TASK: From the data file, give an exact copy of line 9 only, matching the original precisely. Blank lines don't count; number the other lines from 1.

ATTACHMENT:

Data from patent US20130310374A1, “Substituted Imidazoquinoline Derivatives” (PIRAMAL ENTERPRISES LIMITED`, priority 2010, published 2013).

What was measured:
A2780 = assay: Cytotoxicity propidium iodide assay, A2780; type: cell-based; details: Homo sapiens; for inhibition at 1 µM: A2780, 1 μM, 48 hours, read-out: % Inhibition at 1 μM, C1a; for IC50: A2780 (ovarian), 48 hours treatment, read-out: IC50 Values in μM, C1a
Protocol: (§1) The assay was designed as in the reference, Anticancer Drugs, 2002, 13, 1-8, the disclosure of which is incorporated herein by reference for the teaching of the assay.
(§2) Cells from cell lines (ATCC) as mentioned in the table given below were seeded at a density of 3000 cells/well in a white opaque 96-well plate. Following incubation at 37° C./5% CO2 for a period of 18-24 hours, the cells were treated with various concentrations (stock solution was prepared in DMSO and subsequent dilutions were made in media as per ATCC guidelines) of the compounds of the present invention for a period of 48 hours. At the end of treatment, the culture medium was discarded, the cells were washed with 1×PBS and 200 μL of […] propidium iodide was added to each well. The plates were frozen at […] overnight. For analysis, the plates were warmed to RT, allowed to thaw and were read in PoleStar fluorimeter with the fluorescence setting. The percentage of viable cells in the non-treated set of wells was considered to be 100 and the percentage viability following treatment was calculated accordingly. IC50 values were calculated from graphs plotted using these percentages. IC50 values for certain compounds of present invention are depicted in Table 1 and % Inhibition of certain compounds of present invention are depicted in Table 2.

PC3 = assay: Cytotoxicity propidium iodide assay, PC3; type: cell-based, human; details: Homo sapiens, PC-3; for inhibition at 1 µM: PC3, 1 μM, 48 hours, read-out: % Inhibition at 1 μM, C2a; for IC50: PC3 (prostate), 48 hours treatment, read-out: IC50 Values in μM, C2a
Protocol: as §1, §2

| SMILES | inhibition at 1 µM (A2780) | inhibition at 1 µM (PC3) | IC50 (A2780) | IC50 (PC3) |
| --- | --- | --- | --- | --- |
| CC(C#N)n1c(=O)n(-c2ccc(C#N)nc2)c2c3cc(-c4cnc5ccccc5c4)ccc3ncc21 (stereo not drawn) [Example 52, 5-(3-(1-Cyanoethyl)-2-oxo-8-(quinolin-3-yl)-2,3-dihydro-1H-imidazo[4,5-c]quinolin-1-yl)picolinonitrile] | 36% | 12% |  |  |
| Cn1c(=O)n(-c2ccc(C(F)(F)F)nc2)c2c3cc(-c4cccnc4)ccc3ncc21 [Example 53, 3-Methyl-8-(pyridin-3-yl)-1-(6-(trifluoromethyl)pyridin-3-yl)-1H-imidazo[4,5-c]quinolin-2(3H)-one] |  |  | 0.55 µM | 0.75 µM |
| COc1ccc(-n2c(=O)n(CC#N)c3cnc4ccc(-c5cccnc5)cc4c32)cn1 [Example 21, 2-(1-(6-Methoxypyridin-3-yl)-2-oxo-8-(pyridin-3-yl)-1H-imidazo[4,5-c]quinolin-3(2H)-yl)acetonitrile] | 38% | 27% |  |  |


| --- | --- | --- | --- | --- |